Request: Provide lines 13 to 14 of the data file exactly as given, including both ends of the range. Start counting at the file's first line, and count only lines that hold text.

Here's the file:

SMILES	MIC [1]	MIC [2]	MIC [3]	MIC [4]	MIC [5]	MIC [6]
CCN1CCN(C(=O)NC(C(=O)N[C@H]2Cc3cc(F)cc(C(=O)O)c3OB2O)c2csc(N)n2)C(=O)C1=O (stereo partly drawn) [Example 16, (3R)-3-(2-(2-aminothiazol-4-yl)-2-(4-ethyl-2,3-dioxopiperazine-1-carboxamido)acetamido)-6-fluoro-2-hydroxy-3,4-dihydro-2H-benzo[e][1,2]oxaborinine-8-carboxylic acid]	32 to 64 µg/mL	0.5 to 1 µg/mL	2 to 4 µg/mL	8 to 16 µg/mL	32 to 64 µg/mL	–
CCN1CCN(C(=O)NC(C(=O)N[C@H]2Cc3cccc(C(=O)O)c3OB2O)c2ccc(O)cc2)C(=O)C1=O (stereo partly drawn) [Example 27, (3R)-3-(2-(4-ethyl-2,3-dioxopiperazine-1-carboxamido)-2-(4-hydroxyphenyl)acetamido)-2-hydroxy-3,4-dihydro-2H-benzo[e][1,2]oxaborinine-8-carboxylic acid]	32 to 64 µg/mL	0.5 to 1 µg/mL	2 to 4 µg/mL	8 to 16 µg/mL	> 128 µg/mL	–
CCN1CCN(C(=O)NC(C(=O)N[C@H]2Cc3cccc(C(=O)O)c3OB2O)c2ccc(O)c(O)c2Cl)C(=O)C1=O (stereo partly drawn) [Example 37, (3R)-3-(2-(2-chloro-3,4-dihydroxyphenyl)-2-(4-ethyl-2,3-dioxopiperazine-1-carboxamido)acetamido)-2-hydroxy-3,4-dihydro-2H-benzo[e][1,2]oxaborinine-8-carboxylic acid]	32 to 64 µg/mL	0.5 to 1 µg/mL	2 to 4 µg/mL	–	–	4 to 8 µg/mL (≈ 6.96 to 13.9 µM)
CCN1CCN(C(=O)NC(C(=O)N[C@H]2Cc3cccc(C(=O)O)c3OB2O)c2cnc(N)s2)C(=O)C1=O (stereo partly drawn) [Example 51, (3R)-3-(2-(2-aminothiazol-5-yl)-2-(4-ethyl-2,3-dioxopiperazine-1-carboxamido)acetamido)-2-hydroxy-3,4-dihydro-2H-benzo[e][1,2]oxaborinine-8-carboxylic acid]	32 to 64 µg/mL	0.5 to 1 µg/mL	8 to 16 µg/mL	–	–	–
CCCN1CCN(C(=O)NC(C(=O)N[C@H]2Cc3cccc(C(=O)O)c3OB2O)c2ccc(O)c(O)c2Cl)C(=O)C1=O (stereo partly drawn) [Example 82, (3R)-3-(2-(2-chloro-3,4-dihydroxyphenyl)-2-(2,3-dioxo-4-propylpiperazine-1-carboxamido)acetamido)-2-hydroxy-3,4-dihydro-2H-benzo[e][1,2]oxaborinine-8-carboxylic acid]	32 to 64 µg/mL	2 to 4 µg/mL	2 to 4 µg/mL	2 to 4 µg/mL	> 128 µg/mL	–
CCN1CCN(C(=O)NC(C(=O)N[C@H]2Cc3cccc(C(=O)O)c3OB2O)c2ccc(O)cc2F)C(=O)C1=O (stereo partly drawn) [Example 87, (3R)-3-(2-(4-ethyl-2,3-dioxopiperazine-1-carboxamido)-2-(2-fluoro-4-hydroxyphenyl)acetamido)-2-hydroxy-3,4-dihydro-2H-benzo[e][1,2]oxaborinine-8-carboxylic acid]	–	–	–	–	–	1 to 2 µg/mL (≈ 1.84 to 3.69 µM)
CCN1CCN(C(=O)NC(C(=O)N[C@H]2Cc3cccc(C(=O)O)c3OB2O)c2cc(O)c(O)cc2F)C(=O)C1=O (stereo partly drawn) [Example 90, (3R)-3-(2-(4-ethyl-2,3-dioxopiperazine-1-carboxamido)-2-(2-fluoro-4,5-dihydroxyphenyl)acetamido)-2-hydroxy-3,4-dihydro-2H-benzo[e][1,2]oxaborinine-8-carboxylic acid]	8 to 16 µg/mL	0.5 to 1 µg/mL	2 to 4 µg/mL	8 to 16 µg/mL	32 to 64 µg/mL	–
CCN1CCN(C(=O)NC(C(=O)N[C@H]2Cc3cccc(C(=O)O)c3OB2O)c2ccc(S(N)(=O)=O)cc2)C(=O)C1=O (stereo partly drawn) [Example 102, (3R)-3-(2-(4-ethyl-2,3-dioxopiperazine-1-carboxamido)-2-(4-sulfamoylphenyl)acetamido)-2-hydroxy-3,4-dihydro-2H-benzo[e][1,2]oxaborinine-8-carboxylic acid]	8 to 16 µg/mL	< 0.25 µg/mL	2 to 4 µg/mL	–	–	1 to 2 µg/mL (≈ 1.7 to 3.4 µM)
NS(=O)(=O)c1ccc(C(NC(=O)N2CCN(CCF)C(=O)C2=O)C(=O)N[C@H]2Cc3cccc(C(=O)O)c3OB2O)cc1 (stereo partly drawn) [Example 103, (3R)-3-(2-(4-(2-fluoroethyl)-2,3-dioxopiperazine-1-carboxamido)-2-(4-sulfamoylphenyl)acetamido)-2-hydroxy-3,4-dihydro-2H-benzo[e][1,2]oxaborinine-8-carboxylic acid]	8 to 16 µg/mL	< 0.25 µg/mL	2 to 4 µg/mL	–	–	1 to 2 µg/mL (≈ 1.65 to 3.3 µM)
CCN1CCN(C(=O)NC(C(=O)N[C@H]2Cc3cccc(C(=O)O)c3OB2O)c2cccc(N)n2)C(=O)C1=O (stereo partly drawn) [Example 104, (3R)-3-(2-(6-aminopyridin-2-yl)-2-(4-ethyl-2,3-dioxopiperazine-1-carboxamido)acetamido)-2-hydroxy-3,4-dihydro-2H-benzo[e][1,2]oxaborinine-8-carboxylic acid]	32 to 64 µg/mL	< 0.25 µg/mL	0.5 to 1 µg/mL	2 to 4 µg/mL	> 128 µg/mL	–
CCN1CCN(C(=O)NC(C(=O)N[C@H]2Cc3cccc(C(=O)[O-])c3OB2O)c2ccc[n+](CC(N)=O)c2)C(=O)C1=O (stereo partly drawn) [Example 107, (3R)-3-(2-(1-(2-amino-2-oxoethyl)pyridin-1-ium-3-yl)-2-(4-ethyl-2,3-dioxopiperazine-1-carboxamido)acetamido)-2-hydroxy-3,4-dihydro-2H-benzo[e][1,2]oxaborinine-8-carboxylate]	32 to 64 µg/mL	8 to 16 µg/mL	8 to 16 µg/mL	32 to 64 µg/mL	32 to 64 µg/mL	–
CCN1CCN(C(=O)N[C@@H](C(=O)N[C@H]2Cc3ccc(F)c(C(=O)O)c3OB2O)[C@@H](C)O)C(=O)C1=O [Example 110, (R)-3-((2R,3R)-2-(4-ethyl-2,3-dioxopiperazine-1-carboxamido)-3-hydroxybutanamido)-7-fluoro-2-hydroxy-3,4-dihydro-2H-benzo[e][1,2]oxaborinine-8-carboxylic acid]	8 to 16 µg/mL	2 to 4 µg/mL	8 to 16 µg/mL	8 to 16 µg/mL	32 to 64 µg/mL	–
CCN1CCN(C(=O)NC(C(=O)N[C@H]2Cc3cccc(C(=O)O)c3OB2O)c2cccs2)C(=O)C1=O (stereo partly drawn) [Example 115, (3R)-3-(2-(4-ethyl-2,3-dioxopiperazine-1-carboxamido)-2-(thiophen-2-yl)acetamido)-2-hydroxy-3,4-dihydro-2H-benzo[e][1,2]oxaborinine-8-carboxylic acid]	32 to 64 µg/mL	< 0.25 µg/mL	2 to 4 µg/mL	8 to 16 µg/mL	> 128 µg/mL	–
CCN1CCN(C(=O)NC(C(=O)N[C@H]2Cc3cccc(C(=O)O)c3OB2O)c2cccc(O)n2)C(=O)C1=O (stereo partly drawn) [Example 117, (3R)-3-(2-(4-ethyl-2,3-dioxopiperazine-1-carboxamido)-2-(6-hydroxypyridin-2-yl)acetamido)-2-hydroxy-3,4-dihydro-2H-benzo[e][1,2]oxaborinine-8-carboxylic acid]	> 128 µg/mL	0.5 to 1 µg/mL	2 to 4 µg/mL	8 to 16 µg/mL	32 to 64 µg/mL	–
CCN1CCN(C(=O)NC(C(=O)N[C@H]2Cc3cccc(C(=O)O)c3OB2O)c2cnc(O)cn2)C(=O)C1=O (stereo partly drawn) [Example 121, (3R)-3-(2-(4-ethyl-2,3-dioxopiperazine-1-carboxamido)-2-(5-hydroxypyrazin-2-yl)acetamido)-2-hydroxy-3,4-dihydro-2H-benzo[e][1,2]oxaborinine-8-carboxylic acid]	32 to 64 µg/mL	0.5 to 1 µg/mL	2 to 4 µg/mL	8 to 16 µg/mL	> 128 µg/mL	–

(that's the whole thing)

CCN1CCN(C(=O)N[C@@H](C(=O)N[C@H]2Cc3ccc(F)c(C(=O)O)c3OB2O)[C@@H](C)O)C(=O)C1=O [Example 110, (R)-3-((2R,3R)-2-(4-ethyl-2,3-dioxopiperazine-1-carboxamido)-3-hydroxybutanamido)-7-fluoro-2-hydroxy-3,4-dihydro-2H-benzo[e][1,2]oxaborinine-8-carboxylic acid]	8 to 16 µg/mL	2 to 4 µg/mL	8 to 16 µg/mL	8 to 16 µg/mL	32 to 64 µg/mL	–
CCN1CCN(C(=O)NC(C(=O)N[C@H]2Cc3cccc(C(=O)O)c3OB2O)c2cccs2)C(=O)C1=O (stereo partly drawn) [Example 115, (3R)-3-(2-(4-ethyl-2,3-dioxopiperazine-1-carboxamido)-2-(thiophen-2-yl)acetamido)-2-hydroxy-3,4-dihydro-2H-benzo[e][1,2]oxaborinine-8-carboxylic acid]	32 to 64 µg/mL	< 0.25 µg/mL	2 to 4 µg/mL	8 to 16 µg/mL	> 128 µg/mL	–